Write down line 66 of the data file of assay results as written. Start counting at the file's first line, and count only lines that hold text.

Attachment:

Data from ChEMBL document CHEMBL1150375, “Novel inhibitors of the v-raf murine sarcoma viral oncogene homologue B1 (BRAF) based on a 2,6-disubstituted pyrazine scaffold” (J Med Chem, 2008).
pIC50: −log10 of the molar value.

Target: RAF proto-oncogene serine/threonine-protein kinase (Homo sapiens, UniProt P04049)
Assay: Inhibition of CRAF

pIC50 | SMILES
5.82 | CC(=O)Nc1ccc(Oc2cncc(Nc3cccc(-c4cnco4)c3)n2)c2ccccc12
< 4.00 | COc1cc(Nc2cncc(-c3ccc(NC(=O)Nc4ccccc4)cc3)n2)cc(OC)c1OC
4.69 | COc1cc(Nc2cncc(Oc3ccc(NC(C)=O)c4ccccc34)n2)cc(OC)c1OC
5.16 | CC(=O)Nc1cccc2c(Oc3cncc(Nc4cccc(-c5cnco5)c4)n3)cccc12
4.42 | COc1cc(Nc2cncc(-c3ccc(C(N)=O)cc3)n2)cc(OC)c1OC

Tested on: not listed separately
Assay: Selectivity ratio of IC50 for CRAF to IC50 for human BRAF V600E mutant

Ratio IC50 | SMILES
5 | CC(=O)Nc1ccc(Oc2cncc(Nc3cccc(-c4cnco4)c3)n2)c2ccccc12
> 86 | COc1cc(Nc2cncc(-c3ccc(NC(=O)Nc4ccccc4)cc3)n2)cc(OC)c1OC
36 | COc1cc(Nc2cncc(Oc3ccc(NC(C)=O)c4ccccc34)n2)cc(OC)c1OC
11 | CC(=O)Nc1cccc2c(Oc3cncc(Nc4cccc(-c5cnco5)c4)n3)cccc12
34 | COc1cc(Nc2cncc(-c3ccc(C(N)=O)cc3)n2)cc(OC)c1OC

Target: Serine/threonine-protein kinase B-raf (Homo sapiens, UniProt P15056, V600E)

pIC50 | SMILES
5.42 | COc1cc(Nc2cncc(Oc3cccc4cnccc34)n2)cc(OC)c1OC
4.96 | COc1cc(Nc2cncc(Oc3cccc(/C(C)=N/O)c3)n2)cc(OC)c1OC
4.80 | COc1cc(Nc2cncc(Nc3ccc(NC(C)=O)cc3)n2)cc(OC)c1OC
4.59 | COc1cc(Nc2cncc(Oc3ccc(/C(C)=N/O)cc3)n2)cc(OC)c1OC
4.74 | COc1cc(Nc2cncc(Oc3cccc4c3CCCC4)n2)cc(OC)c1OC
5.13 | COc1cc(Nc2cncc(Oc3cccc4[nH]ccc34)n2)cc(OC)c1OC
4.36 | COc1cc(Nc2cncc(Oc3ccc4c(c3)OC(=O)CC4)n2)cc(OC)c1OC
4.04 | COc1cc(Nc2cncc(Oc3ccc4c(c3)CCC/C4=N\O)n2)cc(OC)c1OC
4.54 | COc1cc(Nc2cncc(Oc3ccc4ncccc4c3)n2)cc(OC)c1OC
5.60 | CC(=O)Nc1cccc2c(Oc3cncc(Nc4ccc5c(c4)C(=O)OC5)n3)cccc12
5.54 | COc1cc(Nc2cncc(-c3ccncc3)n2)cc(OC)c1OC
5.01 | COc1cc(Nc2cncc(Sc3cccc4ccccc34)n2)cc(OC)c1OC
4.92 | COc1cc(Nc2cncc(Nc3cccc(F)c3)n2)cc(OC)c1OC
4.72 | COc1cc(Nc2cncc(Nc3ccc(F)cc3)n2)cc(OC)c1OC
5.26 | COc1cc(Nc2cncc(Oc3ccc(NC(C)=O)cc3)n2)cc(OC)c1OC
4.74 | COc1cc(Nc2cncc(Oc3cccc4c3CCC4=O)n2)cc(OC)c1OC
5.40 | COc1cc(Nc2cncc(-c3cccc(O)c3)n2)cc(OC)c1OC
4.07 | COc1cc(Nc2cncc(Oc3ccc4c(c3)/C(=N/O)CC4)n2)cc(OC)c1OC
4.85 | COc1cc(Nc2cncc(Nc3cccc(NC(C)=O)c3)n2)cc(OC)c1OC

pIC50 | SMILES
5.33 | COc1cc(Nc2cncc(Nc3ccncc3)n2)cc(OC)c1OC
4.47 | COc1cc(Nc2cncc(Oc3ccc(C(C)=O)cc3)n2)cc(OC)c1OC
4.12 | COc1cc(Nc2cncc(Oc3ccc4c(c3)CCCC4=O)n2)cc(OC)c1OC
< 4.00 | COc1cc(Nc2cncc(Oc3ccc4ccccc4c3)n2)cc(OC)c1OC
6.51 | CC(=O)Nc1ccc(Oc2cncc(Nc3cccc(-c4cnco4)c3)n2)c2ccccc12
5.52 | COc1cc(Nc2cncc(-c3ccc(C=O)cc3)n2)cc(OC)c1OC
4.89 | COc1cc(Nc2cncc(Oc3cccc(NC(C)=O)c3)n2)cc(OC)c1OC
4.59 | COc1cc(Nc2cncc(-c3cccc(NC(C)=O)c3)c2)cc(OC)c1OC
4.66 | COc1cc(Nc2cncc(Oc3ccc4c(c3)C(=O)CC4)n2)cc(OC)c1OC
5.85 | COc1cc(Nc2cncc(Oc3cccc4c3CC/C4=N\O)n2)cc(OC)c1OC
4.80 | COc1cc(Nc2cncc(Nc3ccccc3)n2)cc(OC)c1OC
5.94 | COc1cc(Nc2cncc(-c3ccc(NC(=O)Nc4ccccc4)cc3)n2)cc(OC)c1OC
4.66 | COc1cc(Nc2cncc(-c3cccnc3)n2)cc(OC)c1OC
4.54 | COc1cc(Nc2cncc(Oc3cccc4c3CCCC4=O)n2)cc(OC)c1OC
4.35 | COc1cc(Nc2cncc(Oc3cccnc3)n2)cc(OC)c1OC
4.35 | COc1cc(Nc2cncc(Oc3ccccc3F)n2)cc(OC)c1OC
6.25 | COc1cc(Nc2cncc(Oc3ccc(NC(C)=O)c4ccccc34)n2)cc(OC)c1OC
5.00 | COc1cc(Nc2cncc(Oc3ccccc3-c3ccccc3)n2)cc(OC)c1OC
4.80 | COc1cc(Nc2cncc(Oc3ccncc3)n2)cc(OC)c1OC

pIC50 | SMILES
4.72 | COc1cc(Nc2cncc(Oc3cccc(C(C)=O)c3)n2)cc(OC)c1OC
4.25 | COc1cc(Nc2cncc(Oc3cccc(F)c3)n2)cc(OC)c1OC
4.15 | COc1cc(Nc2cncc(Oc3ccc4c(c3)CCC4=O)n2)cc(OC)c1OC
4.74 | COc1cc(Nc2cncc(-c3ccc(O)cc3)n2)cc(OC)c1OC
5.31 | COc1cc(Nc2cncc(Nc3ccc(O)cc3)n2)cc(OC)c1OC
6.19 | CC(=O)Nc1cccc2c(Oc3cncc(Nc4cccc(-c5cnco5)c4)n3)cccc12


6.19 | CC(=O)Nc1cccc2c(Oc3cncc(Nc4cccc(-c5cnco5)c4)n3)cccc12